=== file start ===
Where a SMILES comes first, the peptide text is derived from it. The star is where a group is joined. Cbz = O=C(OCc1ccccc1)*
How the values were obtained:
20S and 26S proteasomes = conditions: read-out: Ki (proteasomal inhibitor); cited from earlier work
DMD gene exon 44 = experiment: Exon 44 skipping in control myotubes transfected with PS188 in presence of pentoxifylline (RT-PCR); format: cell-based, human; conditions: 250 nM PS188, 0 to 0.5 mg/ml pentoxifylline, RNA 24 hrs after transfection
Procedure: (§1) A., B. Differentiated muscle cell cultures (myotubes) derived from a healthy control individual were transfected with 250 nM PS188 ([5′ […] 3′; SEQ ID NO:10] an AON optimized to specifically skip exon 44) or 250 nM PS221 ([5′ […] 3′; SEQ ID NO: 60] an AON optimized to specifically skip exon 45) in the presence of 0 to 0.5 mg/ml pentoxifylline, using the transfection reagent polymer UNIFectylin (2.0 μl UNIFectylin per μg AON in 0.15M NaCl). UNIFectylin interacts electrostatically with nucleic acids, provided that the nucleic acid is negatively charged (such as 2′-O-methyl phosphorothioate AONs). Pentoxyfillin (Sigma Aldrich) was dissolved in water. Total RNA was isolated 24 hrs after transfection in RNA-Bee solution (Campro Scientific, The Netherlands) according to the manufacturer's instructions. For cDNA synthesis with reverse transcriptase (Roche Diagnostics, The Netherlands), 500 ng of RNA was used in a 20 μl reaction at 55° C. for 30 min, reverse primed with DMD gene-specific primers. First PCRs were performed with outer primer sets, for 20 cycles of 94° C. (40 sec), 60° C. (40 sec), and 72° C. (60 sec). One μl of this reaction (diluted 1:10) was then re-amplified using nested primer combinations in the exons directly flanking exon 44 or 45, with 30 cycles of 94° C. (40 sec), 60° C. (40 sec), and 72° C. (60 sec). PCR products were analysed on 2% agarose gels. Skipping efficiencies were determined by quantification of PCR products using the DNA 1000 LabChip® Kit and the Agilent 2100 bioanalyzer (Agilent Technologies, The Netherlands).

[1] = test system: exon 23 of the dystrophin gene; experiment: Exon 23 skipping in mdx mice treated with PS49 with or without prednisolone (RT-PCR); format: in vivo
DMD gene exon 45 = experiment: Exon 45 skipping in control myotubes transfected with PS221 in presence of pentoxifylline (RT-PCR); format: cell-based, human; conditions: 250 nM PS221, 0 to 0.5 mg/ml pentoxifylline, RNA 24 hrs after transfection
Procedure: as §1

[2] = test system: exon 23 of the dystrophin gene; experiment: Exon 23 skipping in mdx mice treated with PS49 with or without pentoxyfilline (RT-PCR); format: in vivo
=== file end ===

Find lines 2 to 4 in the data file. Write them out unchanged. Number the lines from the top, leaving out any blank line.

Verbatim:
How the values were obtained:
20S and 26S proteasomes = conditions: read-out: Ki (proteasomal inhibitor); cited from earlier work
DMD gene exon 44 = experiment: Exon 44 skipping in control myotubes transfected with PS188 in presence of pentoxifylline (RT-PCR); format: cell-based, human; conditions: 250 nM PS188, 0 to 0.5 mg/ml pentoxifylline, RNA 24 hrs after transfection